How "Green" Are Your Gadgets?
LAS VEGAS - Green is in like never before at this year's
Consumer Electronics Show, with 3,000 square feet of dedicated floor
space and companies touting the energy-saving, earth-friendly
attributes of their gadgets.
On display are "eco-buttons" that reduce your computer's power
consumption, e-lanterns that produce an hour's worth of light if you
crank them for a minute, luminous TV screens that use far less energy
than standard TVs and even mercury-free batteries that are 94 percent
But in the absence of a uniform global standard that certifies a
product as "green," are environment-conscious consumers buying more
green hype than green engineering?
Not necessarily, said Jeff Omelchuck, director of the Green
Electronics Council, which provides an Electronic Product Environmental
Assessment Tool (EPEAT) certification for computers. The EPEAT provides
manufacturers with a set of criteria against which to measure their
products' environmental impact.
"Electronics are in fact much more environmentally friendly today
than even five years ago," Omelchuck, an engineer, told Reuters.
But that does not mean gadgets are "sustainable" -- leaving no
adverse impact on the environment as they make their way from the
factory to a recycling unit -- which would make them truly green,
"Companies are making products greener because the market expects them to," he added.
This year, manufacturers are also touting the energy efficiency of
their products to draw consumers who are spending fewer dollars on
discretionary products due to the recession.
While that is a start, environmental activists and analysts say any
energy savings from a so-called green device will be offset if it uses
highly toxic batteries or cannot be recycled.
Gadgets will be truly green when companies employ more eco-friendly
manufacturing processes, packaging, design and recycling programs as
part of a holistic approach to sustainability, they added.
"Consumers shouldn't have to choose between products that are
incredibly green in one area, but grey in another," said Casey Harrell,
a toxics campaigner for Greenpeace International.
On Friday, the pro-environment group held a news conference at CES to share highlights from a December green electronics survey.
Harrell said at the conference the electronics industry has taken
"encouraging strides" toward improving green features on some gadgets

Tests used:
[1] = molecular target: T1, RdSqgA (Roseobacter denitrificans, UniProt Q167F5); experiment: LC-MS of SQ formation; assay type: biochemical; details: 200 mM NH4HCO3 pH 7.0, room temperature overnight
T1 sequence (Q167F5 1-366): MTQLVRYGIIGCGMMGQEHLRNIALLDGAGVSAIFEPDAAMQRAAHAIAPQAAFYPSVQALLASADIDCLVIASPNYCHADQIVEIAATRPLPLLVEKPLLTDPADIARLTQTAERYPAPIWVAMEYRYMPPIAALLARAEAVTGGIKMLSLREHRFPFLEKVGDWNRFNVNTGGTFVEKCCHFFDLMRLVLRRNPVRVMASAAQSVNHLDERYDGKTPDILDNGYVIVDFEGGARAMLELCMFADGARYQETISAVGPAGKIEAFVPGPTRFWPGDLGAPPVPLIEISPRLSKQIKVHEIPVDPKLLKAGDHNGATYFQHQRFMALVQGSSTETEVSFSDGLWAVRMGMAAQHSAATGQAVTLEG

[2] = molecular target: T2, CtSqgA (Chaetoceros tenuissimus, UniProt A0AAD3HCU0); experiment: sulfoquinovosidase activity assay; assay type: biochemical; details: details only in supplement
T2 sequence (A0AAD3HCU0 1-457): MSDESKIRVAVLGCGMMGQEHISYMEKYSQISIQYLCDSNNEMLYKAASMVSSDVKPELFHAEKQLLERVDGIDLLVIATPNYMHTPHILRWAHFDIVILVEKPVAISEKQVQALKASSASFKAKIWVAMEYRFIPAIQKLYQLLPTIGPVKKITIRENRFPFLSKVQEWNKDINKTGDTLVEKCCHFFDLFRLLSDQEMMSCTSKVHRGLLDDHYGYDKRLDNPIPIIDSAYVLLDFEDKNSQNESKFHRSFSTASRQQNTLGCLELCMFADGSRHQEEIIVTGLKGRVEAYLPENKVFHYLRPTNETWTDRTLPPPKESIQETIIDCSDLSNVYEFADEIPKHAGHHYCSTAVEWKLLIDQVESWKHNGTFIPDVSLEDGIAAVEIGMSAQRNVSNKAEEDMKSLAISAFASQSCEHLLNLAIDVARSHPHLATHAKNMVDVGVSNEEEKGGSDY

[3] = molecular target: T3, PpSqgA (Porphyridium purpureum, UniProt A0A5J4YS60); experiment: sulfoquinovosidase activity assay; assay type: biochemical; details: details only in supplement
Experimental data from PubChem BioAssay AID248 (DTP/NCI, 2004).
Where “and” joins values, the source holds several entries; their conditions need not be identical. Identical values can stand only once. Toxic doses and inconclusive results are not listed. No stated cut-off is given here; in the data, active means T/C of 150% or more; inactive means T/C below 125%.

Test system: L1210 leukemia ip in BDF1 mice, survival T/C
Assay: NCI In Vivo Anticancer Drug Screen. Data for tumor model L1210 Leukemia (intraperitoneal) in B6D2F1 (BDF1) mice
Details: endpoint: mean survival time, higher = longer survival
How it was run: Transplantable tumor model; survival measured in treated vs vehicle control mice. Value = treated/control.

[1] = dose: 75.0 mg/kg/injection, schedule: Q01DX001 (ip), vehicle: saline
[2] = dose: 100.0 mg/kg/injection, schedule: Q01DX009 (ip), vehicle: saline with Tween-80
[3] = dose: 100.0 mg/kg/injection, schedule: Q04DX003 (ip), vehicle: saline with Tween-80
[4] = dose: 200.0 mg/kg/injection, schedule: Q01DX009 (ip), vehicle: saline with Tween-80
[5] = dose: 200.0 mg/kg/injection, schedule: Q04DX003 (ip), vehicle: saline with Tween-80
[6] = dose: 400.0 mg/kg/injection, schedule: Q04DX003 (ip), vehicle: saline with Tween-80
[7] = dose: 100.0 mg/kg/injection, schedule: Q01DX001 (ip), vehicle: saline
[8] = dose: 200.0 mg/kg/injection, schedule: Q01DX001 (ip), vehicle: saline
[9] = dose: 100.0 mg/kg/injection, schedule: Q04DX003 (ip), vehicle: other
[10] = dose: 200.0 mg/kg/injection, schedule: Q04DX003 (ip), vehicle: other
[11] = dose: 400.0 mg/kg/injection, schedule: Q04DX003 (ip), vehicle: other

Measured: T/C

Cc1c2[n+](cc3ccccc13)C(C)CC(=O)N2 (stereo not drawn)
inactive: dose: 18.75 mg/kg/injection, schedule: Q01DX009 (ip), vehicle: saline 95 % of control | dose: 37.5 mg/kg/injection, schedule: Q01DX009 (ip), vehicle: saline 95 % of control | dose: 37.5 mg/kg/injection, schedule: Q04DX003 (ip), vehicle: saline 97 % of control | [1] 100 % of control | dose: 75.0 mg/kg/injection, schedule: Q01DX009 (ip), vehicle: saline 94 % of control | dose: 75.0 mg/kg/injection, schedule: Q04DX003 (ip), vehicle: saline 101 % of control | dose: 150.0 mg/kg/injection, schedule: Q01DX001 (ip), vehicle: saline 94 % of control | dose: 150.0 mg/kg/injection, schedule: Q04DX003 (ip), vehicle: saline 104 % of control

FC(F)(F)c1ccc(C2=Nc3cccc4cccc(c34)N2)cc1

in the past year. But the absence of an international standard makes it
tough for consumers to decide which gadgets are greenest.
Greenpeace's assessment of about 50 electronics products found
Lenovo Group Ltd's L2440x wide computer monitor, Sharp Corp's LC-52GX5
television, Samsung Electronics Co Ltd 's F268 mobile phone, Nokia's
6210 smartphone and Toshiba Machine Co Ltd's Portege R600 laptop were
the greenest in their categories.
Earlier this week, Samsung Electronics introduced a flat- screen TV
that uses 40 percent less energy because it uses light-emitting diode
technology rather than the traditional cathode lamps.
"The advantage of LED TVs is that they are environmentally friendly,
can save a lot of power, use no mercury or lead and have a high picture
quality," said Jongwoo Park, Samsung's president of digital media.
LG Electronics Inc devoted part of its CES display to showcasing
green products, including a Bluetooth solar car kit and recyclable
packaging materials. Toshiba showcased an ion battery designed for
bicycle maker Schwinn's electronic bike, which gives up to 30 miles on
a single charge.
Parker Brugge, vice president of environmental affairs at the
Consumer Electronics Association, said companies have an inherent
incentive to go green because it produces better gadgets. Making a
television more energy efficient also makes it last longer and heat up
less, he said.
What is more, the show host, has itself gotten greener by reducing
brochures and paper usage, and offering booths made of recyclable parts.
"Everyone has to do their part," he added.
Editing by Tiffany Wu and Andre Grenon